About six months ago I was at the SMACC GOLD conference in Queensland having a blast and rubbing shoulders with the great teachers of the FOAM family. I was lucky enough to be asked to give a talk and really given free reign over the topic. Which sounds like a good thing, but means that I had to think long and hard about what I really wanted to talk about.
I certainly feel a good measure of the “Imposter Syndrome” when I go to these amazing meetings and give my five cents as a rural generalist. After all we specialise in knowing just enough to get by – so what can we add to such an amazing group of specialists. So I chose a topic that I think we GPs know very well and one that I believe can solve many of the dilemmas facing the broader medical community.
Empathy. Yep – sounds like a really dull topic. Very wishy-washy, touchy feely and far removed from the hardcore airway and resuscitation realm. But I love a challenge – I wanted to have a crack at making empathy relevant to doctors in the coal face of critical care. Putting it in terms that we can understand and integrate into our practice. The challenge – to sell “empathy” to the super smart FOAM docs.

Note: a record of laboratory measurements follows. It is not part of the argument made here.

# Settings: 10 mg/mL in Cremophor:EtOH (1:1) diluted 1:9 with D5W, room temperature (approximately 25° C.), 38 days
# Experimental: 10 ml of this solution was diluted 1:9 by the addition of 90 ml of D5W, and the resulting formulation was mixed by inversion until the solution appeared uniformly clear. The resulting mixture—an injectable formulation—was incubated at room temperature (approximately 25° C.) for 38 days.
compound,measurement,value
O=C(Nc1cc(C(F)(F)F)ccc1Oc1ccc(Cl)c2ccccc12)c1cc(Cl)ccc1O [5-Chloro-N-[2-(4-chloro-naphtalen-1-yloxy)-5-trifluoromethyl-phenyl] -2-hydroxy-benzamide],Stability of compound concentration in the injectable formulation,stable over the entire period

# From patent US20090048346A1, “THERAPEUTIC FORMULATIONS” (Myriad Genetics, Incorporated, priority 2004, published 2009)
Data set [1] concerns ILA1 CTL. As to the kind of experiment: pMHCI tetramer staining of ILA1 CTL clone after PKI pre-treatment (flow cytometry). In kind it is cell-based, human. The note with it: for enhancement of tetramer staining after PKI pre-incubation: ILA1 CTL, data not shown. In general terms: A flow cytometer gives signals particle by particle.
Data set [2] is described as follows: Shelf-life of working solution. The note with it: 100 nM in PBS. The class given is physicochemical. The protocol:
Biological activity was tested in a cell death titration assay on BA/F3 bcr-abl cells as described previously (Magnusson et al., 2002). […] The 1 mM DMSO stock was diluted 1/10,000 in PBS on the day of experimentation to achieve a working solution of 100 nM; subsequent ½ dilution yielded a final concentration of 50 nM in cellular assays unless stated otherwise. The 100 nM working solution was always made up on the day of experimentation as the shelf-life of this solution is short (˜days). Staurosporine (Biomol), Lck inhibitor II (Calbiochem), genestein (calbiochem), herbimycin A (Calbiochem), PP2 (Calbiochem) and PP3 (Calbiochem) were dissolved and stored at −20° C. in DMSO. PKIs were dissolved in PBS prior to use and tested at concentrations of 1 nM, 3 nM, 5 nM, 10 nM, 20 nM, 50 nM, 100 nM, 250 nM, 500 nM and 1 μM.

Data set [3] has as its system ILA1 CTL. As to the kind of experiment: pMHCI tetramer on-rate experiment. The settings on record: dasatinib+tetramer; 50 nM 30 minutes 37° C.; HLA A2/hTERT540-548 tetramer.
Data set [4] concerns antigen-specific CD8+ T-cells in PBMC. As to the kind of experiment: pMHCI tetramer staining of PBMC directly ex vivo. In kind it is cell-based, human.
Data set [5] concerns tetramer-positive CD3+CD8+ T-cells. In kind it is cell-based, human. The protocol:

To put this into context – I was sitting in the audience for the opening ceremony where Dr Vic Brazil gave an awesome talk about the Tribes of Medicine – in which she discussed the troubles of intercollegiate empathy. This was heartening to hear as I was up to speak a few hours later on some similar themes. And then I saw that I was due to speak at the exact same time as the venerable Dr Cliff Reid – he was talking on Dogmalysis in Resuscitation. Once again – another theme I wanted to explore – as dogma is an enemy of empathy.
So please have a listen to the podcast. The audio is here:
NOTE for viewers :- It is a very visual talk with lots of images. So it works best if you listen and follow the slides below.
It is a complex and fascinating topic – one that I hope will be the start of a discussion about how we can do better in our moment-by-moment interactions with our patients, friends and colleagues.
I would really love to hear your thoughts and if you have any ideas or practical tips for us all. How do you enhance your interactions with your patients and colleagues?
I am a GP working in Broome, NW of Western Australia. I work as a hospital DMO (District Med Officer) doing Emergency, Anaesthestics, some Obstetrics and a lot of miscellaneous primary care. Also on the web as @broomedocs | + Casey Parker | Contact